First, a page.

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Let $a$ and $b$ be positive reals. Show that $$\lim\limits_{n\to\infty} \left(\frac{a^{\frac{1}{n}}+b^{\frac{1}{n}}}{2}\right)^n =\sqrt{ab}$$

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There are infinitely many possible proofs. –  Bill Cook Apr 11 '12 at 17:01
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Even then you should clarify when two solutions are assumed to be "different" to you. Multiplying by some number, doing a simplification and then divising that number again probably doesn't count as "different"? ;) –  example Apr 11 '12 at 17:10
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The collection of possible proofs of a statement isn't a set, and it shouldn't be thought of as having a cardinality. –  Qiaochu Yuan Apr 11 '12 at 17:11
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Take a standard proof of this statement. Pick a random set $S$ and insert (the irrelevant) statement: "Consider $x \in S$." Since the set of all sets is not a set. This provides a different proof for each set $S$ and thus the collection of all possible proofs is not a set. –  Bill Cook Apr 11 '12 at 17:17
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However, if you are working within a fixed proof system with a fixed set of accepted symbols (finitely many). Then there are only countably many finite strings over a finite alphabet so there are only countably many proofs within such a fixed system. –  Bill Cook Apr 11 '12 at 17:20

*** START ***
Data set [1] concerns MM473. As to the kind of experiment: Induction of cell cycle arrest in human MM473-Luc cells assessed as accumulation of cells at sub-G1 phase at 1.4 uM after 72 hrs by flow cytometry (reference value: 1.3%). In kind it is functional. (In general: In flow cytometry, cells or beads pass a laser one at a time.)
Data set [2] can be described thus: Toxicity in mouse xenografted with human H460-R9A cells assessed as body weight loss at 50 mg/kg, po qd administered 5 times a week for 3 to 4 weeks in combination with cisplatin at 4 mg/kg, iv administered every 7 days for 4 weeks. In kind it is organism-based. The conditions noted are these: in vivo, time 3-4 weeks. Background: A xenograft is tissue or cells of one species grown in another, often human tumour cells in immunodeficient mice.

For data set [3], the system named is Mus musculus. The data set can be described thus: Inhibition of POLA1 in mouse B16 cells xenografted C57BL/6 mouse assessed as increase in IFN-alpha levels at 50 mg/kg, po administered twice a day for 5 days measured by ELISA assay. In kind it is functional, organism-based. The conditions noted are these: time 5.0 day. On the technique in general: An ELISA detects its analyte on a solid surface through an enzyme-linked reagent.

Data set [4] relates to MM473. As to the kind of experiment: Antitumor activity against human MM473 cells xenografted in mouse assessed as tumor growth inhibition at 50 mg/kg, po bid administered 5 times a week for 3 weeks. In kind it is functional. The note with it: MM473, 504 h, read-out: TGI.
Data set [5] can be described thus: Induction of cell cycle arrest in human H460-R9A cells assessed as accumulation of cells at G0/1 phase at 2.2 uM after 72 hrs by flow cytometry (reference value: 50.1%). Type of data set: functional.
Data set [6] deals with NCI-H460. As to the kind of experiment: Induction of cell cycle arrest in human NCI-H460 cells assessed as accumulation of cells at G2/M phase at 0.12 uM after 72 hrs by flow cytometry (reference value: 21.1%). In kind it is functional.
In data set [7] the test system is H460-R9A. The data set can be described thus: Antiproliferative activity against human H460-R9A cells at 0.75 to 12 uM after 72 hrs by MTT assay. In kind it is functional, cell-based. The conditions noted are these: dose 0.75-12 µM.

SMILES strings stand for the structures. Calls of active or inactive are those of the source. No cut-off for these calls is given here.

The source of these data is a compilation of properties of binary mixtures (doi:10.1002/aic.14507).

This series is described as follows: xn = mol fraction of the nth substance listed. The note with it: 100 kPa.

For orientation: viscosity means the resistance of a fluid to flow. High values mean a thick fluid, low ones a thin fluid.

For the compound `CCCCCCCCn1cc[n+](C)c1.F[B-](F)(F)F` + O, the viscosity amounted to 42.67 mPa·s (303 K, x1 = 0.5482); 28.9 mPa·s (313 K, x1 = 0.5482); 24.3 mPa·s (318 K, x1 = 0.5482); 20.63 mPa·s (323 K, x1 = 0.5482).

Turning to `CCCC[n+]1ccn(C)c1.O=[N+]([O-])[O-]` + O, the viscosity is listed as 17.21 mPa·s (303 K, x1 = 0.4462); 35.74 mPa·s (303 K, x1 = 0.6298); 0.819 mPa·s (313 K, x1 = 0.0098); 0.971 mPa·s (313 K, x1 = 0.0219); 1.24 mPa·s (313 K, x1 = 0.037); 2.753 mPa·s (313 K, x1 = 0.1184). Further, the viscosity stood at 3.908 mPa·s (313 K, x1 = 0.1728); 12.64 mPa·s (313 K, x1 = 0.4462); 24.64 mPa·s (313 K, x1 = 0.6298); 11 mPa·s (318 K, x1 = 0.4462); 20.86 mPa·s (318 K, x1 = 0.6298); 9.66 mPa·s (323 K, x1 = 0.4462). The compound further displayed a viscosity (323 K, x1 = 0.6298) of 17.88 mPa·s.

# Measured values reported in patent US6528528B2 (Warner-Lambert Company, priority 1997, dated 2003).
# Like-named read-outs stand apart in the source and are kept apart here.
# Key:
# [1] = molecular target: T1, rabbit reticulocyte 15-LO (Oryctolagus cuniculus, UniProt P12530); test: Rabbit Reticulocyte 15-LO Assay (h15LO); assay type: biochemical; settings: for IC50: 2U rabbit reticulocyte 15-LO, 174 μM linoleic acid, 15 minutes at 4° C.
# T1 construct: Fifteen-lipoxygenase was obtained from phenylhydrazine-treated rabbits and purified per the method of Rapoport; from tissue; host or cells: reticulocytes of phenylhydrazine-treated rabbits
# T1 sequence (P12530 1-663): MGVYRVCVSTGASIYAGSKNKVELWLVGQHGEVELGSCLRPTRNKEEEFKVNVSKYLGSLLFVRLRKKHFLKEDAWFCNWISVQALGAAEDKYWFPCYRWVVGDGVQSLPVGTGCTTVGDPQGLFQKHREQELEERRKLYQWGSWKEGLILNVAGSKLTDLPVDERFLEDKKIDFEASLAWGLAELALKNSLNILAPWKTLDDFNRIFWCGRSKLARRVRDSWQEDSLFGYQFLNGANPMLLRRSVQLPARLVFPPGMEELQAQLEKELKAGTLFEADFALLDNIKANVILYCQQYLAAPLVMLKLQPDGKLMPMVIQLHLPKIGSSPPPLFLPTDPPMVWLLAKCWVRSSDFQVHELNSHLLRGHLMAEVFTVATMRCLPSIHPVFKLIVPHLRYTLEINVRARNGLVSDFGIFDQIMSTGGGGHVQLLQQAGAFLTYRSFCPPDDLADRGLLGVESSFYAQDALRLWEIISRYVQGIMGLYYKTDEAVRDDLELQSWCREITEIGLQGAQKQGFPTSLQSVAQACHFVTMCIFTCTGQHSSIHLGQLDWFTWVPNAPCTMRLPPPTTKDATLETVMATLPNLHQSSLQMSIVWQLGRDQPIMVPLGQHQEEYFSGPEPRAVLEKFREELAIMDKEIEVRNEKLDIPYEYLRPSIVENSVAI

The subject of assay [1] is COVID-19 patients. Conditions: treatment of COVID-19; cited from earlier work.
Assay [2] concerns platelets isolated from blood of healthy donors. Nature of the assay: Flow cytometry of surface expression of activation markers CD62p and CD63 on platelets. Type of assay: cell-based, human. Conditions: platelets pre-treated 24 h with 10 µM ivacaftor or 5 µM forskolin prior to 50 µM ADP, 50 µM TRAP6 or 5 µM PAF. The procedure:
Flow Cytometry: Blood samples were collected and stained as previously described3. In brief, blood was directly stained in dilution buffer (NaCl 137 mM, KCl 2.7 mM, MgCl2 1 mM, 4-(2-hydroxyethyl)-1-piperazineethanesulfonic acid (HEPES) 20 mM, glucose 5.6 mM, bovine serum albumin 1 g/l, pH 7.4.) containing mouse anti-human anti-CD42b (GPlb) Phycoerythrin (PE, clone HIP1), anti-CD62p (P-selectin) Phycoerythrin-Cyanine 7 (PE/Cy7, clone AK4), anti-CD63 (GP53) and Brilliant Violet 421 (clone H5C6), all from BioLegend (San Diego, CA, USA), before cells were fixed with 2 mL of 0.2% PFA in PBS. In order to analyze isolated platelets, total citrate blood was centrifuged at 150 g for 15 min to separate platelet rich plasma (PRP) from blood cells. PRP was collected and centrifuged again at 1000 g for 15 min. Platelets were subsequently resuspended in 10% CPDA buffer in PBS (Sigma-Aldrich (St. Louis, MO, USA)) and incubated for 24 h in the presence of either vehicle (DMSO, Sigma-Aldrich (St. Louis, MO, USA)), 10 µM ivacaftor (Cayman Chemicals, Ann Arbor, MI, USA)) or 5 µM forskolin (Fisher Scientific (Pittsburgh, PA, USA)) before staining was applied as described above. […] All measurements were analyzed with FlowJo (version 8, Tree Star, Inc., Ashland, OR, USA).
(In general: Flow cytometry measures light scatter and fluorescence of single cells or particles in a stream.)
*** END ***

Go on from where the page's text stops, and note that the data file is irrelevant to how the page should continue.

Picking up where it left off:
5 Answers 5

up vote 1 down vote accepted

Another proof. Expand in a binomial series, $$\left(\frac{a^{1/n}+b^{1/n}}{2}\right)^n = \frac{1}{2^n} \sum_{k=0}^n {n\choose k} (a^{1/n})^k (b^{1/n})^{n-k}.$$ Use the de Moivre-Laplace theorem, $$ {n\choose k} \left(\frac{1}{2}\right)^k \left(\frac{1}{2}\right)^{n-k} (a^{1/n})^k (b^{1/n})^{n-k} \simeq \frac{1}{\sqrt{2\pi}\sigma} e^{-(k-\mu)^2/(2\sigma^2)} (a^{1/(2\mu)})^k (b^{1/(2\mu)})^{2\mu - k}$$ where $\mu = n/2$ and $\sigma^2 = n/4$. Change variables. Let $z = (k-\mu)/\sigma$. Therefore, $$\lim_{n\to\infty} \left(\frac{a^{1/n}+b^{1/n}}{2}\right)^n = \lim_{n\to\infty} \sqrt{a b} \frac{1}{\sqrt{2\pi}}\int_{-\infty}^\infty dz \, e^{-z^2/2} \left(\frac{a}{b}\right)^{\sigma z/(2\mu)}.$$ The integral can be done easily enough by completing the square. We find $$\frac{1}{\sqrt{2\pi}}\int_{-\infty}^\infty dz \, e^{-z^2/2} \left(\frac{a}{b}\right)^{\sigma z/(2\mu)} = \exp \frac{\sigma^2 \log^2(a/b)}{8\mu^2}.$$ But $\sigma/\mu = 1/\sqrt{n}$. Therefore, in the limit the integral is unity. Thus, $$\lim_{n\to\infty} \left(\frac{a^{1/n}+b^{1/n}}{2}\right)^n = \sqrt{a b}.$$

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Thanks. Indeed, I wanted this approach for my problem. Thanks for noting me that. :) –  B. S. Dec 23 '12 at 19:05
    
@BabakSorouh: Glad to help, Babak. Cheers! –  user26872 Dec 23 '12 at 19:45

You can use the following inequality:

$$ \sqrt{xy} \le \frac{x+y}{2} \le \sqrt[x+y]{x^x y^y}$$

The first inequality is straightforward, and the second one can be gotten by

$$ \frac{2}{x+y} = \frac{ x \times 1/x + y \times 1/y}{x+y} \ge \sqrt[x+y]{\frac{1}{x^x y^y}}$$

using the weighted $\text{AM} \ge \text{GM}$.

Setting $x = a^{1/n}$, $y = b^{1/n}$ and taking the $n^{th}$ powers gives us that the limit is $\sqrt{ab}$, by the squeeze theorem.